During our many trips to the California region, we see lots of classic cars in excellent condition on the highways. This is possible mainly due to the temperate climate of that area.
However, the layman may be mistaken to believe that most of the classic cars observed are genuine, when they’re not. Many are fiberglass reproductions built over contemporary drive-lines; locals call them “classic impostors.” Nowhere are they more accepted and popular than in Southern California.
That begs the question, why are there so many classic impostors, when there is quite a number of originals still around? These cars offer the best of two worlds for the car buff: nostalgia and modern power and convenience.
Instead of stick shift, most replicas have automatic transmissions, air conditioning, and other modern engineering qualities. This way the classic car owner and manufacturers can make nostalgia on wheels – the image of cars prior to the ’70s.
During conversations with a classic car owner in Monterey, Calif., the gentleman named his most, and others, desired models – Auburn, Cord and Duesenberg. He said these were the most elegant of American automobiles – powerful, sleek – plus quite expensive for their time.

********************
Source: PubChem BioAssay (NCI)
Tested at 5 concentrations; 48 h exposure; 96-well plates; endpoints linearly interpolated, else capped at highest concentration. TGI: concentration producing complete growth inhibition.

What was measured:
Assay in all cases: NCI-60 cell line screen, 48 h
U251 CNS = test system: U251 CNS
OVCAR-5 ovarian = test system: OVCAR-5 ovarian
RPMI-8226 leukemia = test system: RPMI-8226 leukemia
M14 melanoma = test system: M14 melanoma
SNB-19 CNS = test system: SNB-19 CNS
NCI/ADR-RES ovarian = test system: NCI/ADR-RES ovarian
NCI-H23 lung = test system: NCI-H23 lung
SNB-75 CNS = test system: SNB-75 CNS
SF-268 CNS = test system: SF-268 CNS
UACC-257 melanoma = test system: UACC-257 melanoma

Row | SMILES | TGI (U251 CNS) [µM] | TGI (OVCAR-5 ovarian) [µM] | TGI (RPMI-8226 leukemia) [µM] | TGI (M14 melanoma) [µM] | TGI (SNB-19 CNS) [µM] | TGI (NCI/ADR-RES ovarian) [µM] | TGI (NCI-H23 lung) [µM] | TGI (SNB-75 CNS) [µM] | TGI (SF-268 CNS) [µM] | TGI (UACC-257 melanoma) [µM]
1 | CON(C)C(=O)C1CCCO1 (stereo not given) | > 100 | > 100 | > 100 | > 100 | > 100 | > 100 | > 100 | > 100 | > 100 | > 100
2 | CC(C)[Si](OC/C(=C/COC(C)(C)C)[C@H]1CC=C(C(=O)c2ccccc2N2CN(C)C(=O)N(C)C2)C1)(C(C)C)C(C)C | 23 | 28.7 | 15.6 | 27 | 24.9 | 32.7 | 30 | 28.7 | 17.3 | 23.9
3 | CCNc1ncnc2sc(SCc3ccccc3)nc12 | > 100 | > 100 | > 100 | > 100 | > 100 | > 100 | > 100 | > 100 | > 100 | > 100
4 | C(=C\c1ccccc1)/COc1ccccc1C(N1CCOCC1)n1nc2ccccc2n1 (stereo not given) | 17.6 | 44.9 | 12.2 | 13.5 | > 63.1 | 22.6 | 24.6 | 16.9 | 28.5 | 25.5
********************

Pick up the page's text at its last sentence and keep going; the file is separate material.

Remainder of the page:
One of America’s outstanding automotive designers during the 1930s created the 1935 Auburn Boattail Speedster and 1937 Cord 810. Both are very rare in original form, however replicas can be obtained by someone willing to lay out mega dollars.
The most popular in Southern California is the Auburn Boattail, sometime seen in older movies. This replica is made in Pasadena by California Custom Coach. Appearing on the exterior quite accurately, it belies a Ford chassis, automatic transmission and a V-8 engine.
The Cord 810 was updated in 1982 to Cord 815 and is quite possibly the most realistic appearing. This is manufactured in Largo, Fla., by Southeastern Replicars. The Cord 815 is as authentic as can possibly be made, true to the guidelines set by E.L. Cord in 1937.
This 1937 Cord was considered, in its time, aerodynamic in style and featured an advanced driveline. It was one of the first to feature front wheel drive, 40 years before it was accepted by other manufacturers.
After World War II, automobiles began to appear in many aerodynamic styles. The ’50s witnessed every manufacturer attempting to out-do others via rounded and flowing lines. Then came “cut-the-cost” days and boxy designs dominated the scene and lasted for a decade or so.
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